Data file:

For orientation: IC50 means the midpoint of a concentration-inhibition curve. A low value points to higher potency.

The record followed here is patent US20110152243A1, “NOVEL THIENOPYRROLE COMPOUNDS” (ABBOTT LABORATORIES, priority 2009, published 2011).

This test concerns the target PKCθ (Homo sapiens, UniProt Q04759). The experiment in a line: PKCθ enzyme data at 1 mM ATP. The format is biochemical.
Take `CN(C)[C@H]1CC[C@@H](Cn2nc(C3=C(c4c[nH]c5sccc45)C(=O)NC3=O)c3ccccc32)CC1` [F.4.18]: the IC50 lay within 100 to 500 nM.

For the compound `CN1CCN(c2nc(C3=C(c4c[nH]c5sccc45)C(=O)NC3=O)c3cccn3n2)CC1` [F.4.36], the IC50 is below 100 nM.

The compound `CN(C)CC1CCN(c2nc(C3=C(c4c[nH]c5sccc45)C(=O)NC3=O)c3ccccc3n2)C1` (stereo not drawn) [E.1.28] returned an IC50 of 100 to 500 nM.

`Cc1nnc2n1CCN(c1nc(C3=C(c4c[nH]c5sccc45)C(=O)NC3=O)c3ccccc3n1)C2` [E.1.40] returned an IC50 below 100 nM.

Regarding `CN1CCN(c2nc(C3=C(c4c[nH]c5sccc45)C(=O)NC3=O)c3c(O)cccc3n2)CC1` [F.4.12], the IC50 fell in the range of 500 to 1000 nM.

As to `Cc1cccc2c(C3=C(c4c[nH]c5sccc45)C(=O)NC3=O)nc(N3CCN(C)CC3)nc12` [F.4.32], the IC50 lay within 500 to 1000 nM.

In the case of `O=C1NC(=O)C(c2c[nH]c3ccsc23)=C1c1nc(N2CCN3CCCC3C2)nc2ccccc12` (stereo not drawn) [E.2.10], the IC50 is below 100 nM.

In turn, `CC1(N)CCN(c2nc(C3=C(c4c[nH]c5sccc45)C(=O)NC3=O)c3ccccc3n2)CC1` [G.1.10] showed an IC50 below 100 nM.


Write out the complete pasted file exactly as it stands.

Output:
For orientation: IC50 means the midpoint of a concentration-inhibition curve. A low value points to higher potency.

The record followed here is patent US20110152243A1, “NOVEL THIENOPYRROLE COMPOUNDS” (ABBOTT LABORATORIES, priority 2009, published 2011).

This test concerns the target PKCθ (Homo sapiens, UniProt Q04759). The experiment in a line: PKCθ enzyme data at 1 mM ATP. The format is biochemical.
Take `CN(C)[C@H]1CC[C@@H](Cn2nc(C3=C(c4c[nH]c5sccc45)C(=O)NC3=O)c3ccccc32)CC1` [F.4.18]: the IC50 lay within 100 to 500 nM.

For the compound `CN1CCN(c2nc(C3=C(c4c[nH]c5sccc45)C(=O)NC3=O)c3cccn3n2)CC1` [F.4.36], the IC50 is below 100 nM.

The compound `CN(C)CC1CCN(c2nc(C3=C(c4c[nH]c5sccc45)C(=O)NC3=O)c3ccccc3n2)C1` (stereo not drawn) [E.1.28] returned an IC50 of 100 to 500 nM.

`Cc1nnc2n1CCN(c1nc(C3=C(c4c[nH]c5sccc45)C(=O)NC3=O)c3ccccc3n1)C2` [E.1.40] returned an IC50 below 100 nM.

Regarding `CN1CCN(c2nc(C3=C(c4c[nH]c5sccc45)C(=O)NC3=O)c3c(O)cccc3n2)CC1` [F.4.12], the IC50 fell in the range of 500 to 1000 nM.

As to `Cc1cccc2c(C3=C(c4c[nH]c5sccc45)C(=O)NC3=O)nc(N3CCN(C)CC3)nc12` [F.4.32], the IC50 lay within 500 to 1000 nM.

In the case of `O=C1NC(=O)C(c2c[nH]c3ccsc23)=C1c1nc(N2CCN3CCCC3C2)nc2ccccc12` (stereo not drawn) [E.2.10], the IC50 is below 100 nM.

In turn, `CC1(N)CCN(c2nc(C3=C(c4c[nH]c5sccc45)C(=O)NC3=O)c3ccccc3n2)CC1` [G.1.10] showed an IC50 below 100 nM.